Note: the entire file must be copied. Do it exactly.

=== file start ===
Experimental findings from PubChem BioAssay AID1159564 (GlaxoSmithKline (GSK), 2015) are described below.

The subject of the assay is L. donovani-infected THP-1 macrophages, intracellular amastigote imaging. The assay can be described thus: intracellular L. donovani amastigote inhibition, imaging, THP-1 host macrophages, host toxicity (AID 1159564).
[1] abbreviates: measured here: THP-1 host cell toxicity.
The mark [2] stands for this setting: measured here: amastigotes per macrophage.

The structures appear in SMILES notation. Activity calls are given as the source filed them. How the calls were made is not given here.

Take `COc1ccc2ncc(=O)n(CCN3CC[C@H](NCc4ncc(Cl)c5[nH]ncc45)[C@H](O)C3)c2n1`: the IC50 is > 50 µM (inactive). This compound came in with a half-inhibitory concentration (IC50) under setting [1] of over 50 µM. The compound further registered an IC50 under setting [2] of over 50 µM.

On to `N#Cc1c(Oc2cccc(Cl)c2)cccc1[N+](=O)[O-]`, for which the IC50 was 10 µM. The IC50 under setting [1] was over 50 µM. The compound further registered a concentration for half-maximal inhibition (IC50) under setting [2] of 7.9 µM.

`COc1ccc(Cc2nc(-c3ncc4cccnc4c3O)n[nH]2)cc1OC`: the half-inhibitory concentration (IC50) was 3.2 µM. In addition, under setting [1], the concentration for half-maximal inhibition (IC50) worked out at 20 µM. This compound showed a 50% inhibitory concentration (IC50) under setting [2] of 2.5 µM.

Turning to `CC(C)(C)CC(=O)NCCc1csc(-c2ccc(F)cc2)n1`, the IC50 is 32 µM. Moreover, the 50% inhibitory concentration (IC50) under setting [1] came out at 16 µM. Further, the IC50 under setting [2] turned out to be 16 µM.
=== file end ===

Experimental findings from PubChem BioAssay AID1159564 (GlaxoSmithKline (GSK), 2015) are described below.

The subject of the assay is L. donovani-infected THP-1 macrophages, intracellular amastigote imaging. The assay can be described thus: intracellular L. donovani amastigote inhibition, imaging, THP-1 host macrophages, host toxicity (AID 1159564).
[1] abbreviates: measured here: THP-1 host cell toxicity.
The mark [2] stands for this setting: measured here: amastigotes per macrophage.

The structures appear in SMILES notation. Activity calls are given as the source filed them. How the calls were made is not given here.

Take `COc1ccc2ncc(=O)n(CCN3CC[C@H](NCc4ncc(Cl)c5[nH]ncc45)[C@H](O)C3)c2n1`: the IC50 is > 50 µM (inactive). This compound came in with a half-inhibitory concentration (IC50) under setting [1] of over 50 µM. The compound further registered an IC50 under setting [2] of over 50 µM.

On to `N#Cc1c(Oc2cccc(Cl)c2)cccc1[N+](=O)[O-]`, for which the IC50 was 10 µM. The IC50 under setting [1] was over 50 µM. The compound further registered a concentration for half-maximal inhibition (IC50) under setting [2] of 7.9 µM.

`COc1ccc(Cc2nc(-c3ncc4cccnc4c3O)n[nH]2)cc1OC`: the half-inhibitory concentration (IC50) was 3.2 µM. In addition, under setting [1], the concentration for half-maximal inhibition (IC50) worked out at 20 µM. This compound showed a 50% inhibitory concentration (IC50) under setting [2] of 2.5 µM.

Turning to `CC(C)(C)CC(=O)NCCc1csc(-c2ccc(F)cc2)n1`, the IC50 is 32 µM. Moreover, the 50% inhibitory concentration (IC50) under setting [1] came out at 16 µM. Further, the IC50 under setting [2] turned out to be 16 µM.